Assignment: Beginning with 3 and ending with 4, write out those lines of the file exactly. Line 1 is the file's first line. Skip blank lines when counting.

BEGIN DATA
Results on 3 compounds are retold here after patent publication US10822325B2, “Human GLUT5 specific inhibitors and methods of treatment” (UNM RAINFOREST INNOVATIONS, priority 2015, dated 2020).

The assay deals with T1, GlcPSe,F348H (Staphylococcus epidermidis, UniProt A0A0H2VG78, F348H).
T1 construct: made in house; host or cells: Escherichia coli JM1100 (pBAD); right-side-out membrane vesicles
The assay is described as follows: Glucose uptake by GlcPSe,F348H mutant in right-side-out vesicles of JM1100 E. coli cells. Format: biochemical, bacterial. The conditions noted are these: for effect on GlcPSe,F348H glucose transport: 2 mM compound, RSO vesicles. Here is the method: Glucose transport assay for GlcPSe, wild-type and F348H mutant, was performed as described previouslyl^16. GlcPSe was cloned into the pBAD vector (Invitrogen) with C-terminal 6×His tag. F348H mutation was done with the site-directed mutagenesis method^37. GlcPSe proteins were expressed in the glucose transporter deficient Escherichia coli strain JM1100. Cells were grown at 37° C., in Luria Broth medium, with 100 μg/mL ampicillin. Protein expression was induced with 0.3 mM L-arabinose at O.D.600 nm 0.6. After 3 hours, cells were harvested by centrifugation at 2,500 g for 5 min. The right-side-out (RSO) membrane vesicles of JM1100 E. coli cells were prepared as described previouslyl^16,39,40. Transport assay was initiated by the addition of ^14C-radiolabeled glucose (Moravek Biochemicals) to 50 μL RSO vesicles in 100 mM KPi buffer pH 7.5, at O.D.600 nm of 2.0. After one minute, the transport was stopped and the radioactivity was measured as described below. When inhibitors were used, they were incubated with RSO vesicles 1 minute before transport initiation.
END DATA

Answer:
T1 construct: made in house; host or cells: Escherichia coli JM1100 (pBAD); right-side-out membrane vesicles
The assay is described as follows: Glucose uptake by GlcPSe,F348H mutant in right-side-out vesicles of JM1100 E. coli cells. Format: biochemical, bacterial. The conditions noted are these: for effect on GlcPSe,F348H glucose transport: 2 mM compound, RSO vesicles. Here is the method: Glucose transport assay for GlcPSe, wild-type and F348H mutant, was performed as described previouslyl^16. GlcPSe was cloned into the pBAD vector (Invitrogen) with C-terminal 6×His tag. F348H mutation was done with the site-directed mutagenesis method^37. GlcPSe proteins were expressed in the glucose transporter deficient Escherichia coli strain JM1100. Cells were grown at 37° C., in Luria Broth medium, with 100 μg/mL ampicillin. Protein expression was induced with 0.3 mM L-arabinose at O.D.600 nm 0.6. After 3 hours, cells were harvested by centrifugation at 2,500 g for 5 min. The right-side-out (RSO) membrane vesicles of JM1100 E. coli cells were prepared as described previouslyl^16,39,40. Transport assay was initiated by the addition of ^14C-radiolabeled glucose (Moravek Biochemicals) to 50 μL RSO vesicles in 100 mM KPi buffer pH 7.5, at O.D.600 nm of 2.0. After one minute, the transport was stopped and the radioactivity was measured as described below. When inhibitors were used, they were incubated with RSO vesicles 1 minute before transport initiation.